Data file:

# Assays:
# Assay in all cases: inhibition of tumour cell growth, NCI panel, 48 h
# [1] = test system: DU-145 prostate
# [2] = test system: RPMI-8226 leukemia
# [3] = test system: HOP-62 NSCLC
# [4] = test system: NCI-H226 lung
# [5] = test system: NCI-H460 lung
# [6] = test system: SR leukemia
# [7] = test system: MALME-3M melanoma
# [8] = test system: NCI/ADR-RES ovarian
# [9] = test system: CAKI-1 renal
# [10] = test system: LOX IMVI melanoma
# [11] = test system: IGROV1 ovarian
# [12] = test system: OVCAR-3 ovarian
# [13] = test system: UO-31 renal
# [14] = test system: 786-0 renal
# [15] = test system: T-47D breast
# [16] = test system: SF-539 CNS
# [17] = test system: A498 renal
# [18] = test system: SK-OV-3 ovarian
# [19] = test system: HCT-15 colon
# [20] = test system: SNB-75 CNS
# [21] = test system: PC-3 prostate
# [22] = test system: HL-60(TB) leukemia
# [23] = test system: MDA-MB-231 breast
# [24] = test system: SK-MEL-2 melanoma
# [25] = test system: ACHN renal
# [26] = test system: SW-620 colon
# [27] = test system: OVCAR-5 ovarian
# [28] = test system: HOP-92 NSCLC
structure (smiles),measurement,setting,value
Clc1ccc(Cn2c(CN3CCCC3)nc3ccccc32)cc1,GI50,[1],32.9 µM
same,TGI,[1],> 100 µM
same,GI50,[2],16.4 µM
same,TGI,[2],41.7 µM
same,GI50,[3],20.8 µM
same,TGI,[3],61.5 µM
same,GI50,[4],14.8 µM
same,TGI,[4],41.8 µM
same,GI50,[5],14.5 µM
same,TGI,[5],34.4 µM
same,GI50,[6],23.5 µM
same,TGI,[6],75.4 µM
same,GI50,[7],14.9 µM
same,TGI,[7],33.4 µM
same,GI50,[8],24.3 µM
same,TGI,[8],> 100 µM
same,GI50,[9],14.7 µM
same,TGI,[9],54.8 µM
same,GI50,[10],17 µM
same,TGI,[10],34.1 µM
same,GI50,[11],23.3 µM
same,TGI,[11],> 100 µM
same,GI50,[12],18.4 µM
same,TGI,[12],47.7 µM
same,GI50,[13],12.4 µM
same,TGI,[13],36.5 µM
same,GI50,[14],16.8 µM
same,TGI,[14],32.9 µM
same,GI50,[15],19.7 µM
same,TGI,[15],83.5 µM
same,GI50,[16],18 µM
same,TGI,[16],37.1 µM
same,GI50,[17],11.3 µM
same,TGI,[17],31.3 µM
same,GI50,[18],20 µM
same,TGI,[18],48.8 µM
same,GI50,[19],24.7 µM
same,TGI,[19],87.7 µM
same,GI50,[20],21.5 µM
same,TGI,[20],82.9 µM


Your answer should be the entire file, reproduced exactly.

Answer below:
# Assays:
# Assay in all cases: inhibition of tumour cell growth, NCI panel, 48 h
# [1] = test system: DU-145 prostate
# [2] = test system: RPMI-8226 leukemia
# [3] = test system: HOP-62 NSCLC
# [4] = test system: NCI-H226 lung
# [5] = test system: NCI-H460 lung
# [6] = test system: SR leukemia
# [7] = test system: MALME-3M melanoma
# [8] = test system: NCI/ADR-RES ovarian
# [9] = test system: CAKI-1 renal
# [10] = test system: LOX IMVI melanoma
# [11] = test system: IGROV1 ovarian
# [12] = test system: OVCAR-3 ovarian
# [13] = test system: UO-31 renal
# [14] = test system: 786-0 renal
# [15] = test system: T-47D breast
# [16] = test system: SF-539 CNS
# [17] = test system: A498 renal
# [18] = test system: SK-OV-3 ovarian
# [19] = test system: HCT-15 colon
# [20] = test system: SNB-75 CNS
# [21] = test system: PC-3 prostate
# [22] = test system: HL-60(TB) leukemia
# [23] = test system: MDA-MB-231 breast
# [24] = test system: SK-MEL-2 melanoma
# [25] = test system: ACHN renal
# [26] = test system: SW-620 colon
# [27] = test system: OVCAR-5 ovarian
# [28] = test system: HOP-92 NSCLC
structure (smiles),measurement,setting,value
Clc1ccc(Cn2c(CN3CCCC3)nc3ccccc32)cc1,GI50,[1],32.9 µM
same,TGI,[1],> 100 µM
same,GI50,[2],16.4 µM
same,TGI,[2],41.7 µM
same,GI50,[3],20.8 µM
same,TGI,[3],61.5 µM
same,GI50,[4],14.8 µM
same,TGI,[4],41.8 µM
same,GI50,[5],14.5 µM
same,TGI,[5],34.4 µM
same,GI50,[6],23.5 µM
same,TGI,[6],75.4 µM
same,GI50,[7],14.9 µM
same,TGI,[7],33.4 µM
same,GI50,[8],24.3 µM
same,TGI,[8],> 100 µM
same,GI50,[9],14.7 µM
same,TGI,[9],54.8 µM
same,GI50,[10],17 µM
same,TGI,[10],34.1 µM
same,GI50,[11],23.3 µM
same,TGI,[11],> 100 µM
same,GI50,[12],18.4 µM
same,TGI,[12],47.7 µM
same,GI50,[13],12.4 µM
same,TGI,[13],36.5 µM
same,GI50,[14],16.8 µM
same,TGI,[14],32.9 µM
same,GI50,[15],19.7 µM
same,TGI,[15],83.5 µM
same,GI50,[16],18 µM
same,TGI,[16],37.1 µM
same,GI50,[17],11.3 µM
same,TGI,[17],31.3 µM
same,GI50,[18],20 µM
same,TGI,[18],48.8 µM
same,GI50,[19],24.7 µM
same,TGI,[19],87.7 µM
same,GI50,[20],21.5 µM
same,TGI,[20],82.9 µM